– Improvement in symptoms of light-headedness and palpitations.
– Normal fetal growth and well-being.
– Prevention of complications associated with hypertension during pregnancy, such as preeclampsia or fetal growth restriction.
– A healthy pregnancy and delivery.

2. A 17-year-old patient arrives at the emergency department in active labor with an uncertain obstetrical history, no prenatal care, and Rh-negative blood type. As the nurse, some concerns to be prepared for include:

– Limited knowledge about the patient’s background and obstetrical history, which could affect the management of labor and delivery.
– Potential risks associated with inadequate prenatal care, such as undiagnosed medical conditions or infections.
– The need for Rhogam administration due to the patient’s Rh negative blood type.
– Uncertainty regarding the patient’s understanding of the labor process and lack of preparation for childbirth.
– Psychosocial and emotional factors related to the patient’s age and potential lack of support or resources.

The patient requires teaching in the following areas:

– Explanation of the labor process, including stages of labor, pain management options, and expectations during delivery.
– Education regarding the importance of prenatal care, regular check-ups, and potential risks associated with inadequate care.
– Discussion about the benefits of Rhogam administration and the implications of Rh incompatibility for future pregnancies.
– Reinforcement of contraception options to prevent unintended pregnancies in the future.
– Referral to appropriate resources for social support, financial assistance, and ongoing healthcare.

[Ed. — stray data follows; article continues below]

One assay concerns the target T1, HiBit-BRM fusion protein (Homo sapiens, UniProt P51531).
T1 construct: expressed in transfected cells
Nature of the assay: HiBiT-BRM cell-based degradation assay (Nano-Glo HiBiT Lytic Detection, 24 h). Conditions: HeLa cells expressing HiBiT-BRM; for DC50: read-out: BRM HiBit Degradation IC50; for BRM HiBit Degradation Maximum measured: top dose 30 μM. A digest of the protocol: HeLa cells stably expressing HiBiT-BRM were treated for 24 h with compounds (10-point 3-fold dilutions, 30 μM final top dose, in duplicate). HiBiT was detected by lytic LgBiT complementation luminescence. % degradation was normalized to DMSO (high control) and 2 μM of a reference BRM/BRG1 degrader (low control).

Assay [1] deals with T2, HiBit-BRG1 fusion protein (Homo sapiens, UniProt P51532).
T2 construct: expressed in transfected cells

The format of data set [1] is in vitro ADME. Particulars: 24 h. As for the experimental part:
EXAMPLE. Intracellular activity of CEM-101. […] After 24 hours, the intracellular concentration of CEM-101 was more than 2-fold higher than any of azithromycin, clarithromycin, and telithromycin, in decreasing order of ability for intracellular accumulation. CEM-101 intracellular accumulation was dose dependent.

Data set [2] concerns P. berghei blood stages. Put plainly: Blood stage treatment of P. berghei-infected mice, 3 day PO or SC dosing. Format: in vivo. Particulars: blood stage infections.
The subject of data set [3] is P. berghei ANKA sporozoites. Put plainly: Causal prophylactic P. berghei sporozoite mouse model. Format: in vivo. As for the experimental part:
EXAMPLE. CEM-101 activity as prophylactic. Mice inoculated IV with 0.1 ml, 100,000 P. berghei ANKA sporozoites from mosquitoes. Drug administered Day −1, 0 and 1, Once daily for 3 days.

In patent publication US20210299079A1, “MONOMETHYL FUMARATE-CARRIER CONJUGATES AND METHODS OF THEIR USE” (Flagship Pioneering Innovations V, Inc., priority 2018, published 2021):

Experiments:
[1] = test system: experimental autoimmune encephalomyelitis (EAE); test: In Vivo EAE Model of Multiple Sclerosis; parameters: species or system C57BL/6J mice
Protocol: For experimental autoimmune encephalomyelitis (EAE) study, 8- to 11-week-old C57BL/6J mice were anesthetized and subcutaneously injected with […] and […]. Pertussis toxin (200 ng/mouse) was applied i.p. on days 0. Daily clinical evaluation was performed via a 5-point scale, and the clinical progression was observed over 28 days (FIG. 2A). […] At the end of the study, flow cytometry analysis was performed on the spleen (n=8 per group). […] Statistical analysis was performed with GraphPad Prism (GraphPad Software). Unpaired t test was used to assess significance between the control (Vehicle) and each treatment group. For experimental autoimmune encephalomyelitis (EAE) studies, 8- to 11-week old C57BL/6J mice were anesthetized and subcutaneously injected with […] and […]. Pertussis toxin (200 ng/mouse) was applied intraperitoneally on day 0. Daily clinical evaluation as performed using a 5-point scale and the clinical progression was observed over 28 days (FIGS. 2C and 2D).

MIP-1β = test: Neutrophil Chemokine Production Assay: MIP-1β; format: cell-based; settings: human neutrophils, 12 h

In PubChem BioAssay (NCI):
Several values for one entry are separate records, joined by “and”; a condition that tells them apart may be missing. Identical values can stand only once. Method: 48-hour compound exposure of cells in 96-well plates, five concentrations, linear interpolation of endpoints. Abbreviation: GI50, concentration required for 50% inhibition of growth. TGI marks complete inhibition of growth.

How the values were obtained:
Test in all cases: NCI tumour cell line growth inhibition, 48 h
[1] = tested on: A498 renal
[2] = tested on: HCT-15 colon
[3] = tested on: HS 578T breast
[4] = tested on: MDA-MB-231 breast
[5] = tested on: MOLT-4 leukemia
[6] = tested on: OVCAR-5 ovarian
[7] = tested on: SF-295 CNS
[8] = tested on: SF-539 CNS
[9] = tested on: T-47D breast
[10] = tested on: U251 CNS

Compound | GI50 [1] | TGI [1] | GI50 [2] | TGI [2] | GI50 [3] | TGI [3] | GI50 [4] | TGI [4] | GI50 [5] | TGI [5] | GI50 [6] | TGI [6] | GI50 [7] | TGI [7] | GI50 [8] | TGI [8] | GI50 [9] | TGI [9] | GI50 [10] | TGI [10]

The expected outcomes for this patient include:

– Safe delivery with minimal complications for both the mother and baby.
– Adequate postpartum follow-up to address any unresolved concerns or issues.
– Referral to appropriate community resources for ongoing support and healthcare needs.
– Increased knowledge and understanding of the importance of prenatal care and contraception.
– Improved awareness and engagement in self-care and healthy lifestyle choices.

3. A 15-year-old female presents to urgent care with complaints of nausea, vomiting, fatigue, and a missed period. As the nurse, the following nursing care should be provided if she is indeed pregnant:

– Perform a pregnancy test or coordinate a laboratory test to confirm the pregnancy.
– Provide emotional support and a non-judgmental environment for the patient to express her concerns and feelings.
– Assess the patient’s understanding of pregnancy and available resources.
– Educate the patient about prenatal care and the importance of seeking early and regular prenatal visits.
– Provide information on healthy practices during pregnancy, such as nutrition, exercise, and avoiding harmful substances.
– Assess the patient’s social support system and refer to appropriate resources if needed.
– Discuss potential options and resources for pregnancy and childbirth preparation, including childbirth education classes.
– Collaborate with the healthcare team to create a care plan tailored to the patient’s specific needs and circumstances.

The nursing diagnoses that may apply to this situation include:

– Risk for inadequate prenatal care related to late recognition of pregnancy and lack of knowledge.
– Fatigue related to pregnancy and possible complications.
– Nausea and vomiting related to pregnancy or other causes.
– Anxiety related to a potential unplanned pregnancy and its implications.

Some expected outcomes for this patient include:

– Early and regular prenatal care engagement.
– Reduced symptoms of nausea, vomiting, and fatigue.
– Improved understanding of prenatal care, healthy practices, and available resources.
– Development of a support network or involvement of appropriate support resources.
– Informed decision-making concerning the patient’s pregnancy options.